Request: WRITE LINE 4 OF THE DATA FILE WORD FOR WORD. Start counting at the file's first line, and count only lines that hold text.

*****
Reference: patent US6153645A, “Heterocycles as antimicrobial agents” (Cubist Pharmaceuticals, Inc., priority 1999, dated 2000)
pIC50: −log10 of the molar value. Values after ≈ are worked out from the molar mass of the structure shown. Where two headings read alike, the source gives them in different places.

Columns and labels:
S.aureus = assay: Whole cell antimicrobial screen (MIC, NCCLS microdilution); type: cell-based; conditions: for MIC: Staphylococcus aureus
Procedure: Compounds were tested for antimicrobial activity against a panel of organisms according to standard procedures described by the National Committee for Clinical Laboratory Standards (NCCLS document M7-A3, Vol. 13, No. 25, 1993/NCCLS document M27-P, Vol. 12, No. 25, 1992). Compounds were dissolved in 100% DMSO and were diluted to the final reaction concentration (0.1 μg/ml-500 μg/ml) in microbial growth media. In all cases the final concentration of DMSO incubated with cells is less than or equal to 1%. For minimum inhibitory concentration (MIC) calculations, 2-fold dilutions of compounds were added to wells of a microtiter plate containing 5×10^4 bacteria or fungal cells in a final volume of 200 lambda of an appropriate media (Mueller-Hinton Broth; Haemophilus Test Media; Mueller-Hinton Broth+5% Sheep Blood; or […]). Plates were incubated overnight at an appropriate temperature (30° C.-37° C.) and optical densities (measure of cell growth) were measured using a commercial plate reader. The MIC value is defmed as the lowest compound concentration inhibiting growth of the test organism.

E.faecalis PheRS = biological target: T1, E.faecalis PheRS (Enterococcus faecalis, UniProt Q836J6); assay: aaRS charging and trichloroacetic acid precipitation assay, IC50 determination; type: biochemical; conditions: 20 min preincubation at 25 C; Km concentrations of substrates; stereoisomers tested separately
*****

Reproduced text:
S.aureus = assay: Whole cell antimicrobial screen (MIC, NCCLS microdilution); type: cell-based; conditions: for MIC: Staphylococcus aureus